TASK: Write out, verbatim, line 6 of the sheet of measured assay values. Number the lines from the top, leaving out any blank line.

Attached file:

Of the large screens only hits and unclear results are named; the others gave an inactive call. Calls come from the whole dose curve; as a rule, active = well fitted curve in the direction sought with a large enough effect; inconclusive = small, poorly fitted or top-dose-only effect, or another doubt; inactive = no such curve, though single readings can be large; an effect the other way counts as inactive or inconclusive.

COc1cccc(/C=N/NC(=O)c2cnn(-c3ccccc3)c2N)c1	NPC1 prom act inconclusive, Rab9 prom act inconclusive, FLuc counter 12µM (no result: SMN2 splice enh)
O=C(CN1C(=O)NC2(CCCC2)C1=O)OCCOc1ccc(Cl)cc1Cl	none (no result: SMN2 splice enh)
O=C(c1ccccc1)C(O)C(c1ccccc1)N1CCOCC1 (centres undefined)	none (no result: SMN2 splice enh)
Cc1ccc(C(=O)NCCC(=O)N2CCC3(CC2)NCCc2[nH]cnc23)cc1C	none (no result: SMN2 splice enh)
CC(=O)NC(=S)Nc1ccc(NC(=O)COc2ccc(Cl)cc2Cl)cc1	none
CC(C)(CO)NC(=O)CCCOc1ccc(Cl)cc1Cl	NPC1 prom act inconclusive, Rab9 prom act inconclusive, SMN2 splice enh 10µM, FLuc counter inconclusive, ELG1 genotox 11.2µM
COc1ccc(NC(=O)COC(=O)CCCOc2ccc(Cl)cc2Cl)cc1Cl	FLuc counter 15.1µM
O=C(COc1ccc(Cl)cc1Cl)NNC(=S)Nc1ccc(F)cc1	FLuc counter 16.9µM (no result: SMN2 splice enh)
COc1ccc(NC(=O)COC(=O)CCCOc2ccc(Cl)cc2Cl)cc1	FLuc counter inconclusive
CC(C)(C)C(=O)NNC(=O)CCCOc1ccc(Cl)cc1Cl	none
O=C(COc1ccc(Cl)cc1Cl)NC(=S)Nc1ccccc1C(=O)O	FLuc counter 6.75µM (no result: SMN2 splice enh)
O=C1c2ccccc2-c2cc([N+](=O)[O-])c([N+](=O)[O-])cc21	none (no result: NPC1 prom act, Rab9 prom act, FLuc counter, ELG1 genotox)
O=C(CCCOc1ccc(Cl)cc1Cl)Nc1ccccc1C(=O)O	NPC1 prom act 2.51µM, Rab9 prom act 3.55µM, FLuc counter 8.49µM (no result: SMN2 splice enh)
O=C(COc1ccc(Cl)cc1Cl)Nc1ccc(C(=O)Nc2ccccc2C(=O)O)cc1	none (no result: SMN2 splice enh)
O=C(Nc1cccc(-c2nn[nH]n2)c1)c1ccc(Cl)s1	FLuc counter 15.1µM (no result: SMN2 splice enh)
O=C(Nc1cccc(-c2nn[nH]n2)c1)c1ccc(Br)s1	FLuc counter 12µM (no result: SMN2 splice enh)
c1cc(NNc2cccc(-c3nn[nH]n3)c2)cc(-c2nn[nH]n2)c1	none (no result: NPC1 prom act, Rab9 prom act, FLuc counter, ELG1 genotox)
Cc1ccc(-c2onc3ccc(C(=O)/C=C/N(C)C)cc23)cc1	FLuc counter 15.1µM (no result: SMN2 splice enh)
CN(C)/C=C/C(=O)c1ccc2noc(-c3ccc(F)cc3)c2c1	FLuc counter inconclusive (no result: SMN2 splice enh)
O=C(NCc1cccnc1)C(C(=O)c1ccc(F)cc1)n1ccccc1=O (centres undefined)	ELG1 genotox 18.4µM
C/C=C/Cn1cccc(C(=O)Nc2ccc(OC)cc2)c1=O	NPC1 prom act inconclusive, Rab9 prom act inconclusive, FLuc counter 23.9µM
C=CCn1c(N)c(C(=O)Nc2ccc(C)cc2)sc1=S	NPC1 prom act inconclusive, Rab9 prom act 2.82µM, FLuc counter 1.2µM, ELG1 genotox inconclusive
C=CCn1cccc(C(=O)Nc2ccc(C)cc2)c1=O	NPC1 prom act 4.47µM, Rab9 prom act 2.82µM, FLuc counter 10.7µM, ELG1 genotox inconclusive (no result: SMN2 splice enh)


CC(=O)NC(=S)Nc1ccc(NC(=O)COc2ccc(Cl)cc2Cl)cc1	none